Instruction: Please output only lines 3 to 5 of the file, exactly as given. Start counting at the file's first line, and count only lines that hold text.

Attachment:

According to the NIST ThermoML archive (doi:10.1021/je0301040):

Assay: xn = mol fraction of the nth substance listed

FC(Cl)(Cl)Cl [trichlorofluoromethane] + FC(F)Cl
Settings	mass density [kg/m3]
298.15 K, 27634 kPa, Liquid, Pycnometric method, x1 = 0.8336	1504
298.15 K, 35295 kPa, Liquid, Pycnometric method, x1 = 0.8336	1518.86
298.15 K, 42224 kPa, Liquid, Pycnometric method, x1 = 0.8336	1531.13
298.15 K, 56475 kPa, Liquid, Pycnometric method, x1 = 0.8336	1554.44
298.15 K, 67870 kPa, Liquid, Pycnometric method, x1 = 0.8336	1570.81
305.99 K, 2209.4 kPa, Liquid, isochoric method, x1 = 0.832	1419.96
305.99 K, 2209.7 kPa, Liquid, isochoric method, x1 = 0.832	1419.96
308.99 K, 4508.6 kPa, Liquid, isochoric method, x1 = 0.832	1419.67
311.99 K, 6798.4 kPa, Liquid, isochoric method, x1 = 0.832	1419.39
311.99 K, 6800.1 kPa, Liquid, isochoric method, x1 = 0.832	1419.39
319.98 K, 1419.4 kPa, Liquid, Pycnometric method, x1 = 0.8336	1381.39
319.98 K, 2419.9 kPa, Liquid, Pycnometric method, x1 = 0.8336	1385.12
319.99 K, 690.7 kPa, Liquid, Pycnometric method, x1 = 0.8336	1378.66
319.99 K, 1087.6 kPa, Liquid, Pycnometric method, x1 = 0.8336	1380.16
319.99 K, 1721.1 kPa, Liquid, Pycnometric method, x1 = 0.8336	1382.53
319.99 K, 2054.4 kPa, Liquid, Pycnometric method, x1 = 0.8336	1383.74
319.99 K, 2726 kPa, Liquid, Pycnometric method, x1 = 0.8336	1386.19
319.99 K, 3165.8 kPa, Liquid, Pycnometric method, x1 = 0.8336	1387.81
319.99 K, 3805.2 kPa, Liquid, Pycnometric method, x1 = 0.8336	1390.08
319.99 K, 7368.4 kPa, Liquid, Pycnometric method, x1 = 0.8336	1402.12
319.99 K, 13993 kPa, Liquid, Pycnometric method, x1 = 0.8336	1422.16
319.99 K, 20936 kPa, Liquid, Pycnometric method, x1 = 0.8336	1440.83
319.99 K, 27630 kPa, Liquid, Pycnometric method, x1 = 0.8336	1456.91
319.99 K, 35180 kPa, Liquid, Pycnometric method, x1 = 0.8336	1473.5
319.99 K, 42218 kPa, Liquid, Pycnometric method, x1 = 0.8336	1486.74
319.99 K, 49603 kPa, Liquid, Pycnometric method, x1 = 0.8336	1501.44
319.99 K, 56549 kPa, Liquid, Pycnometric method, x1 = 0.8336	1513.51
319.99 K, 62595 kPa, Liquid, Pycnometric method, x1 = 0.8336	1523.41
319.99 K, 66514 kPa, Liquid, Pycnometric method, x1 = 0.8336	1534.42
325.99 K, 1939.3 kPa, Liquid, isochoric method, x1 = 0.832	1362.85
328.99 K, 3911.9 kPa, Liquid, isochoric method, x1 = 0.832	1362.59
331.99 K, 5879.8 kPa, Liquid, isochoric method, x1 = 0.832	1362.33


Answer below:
FC(Cl)(Cl)Cl [trichlorofluoromethane] + FC(F)Cl
Settings	mass density [kg/m3]
298.15 K, 27634 kPa, Liquid, Pycnometric method, x1 = 0.8336	1504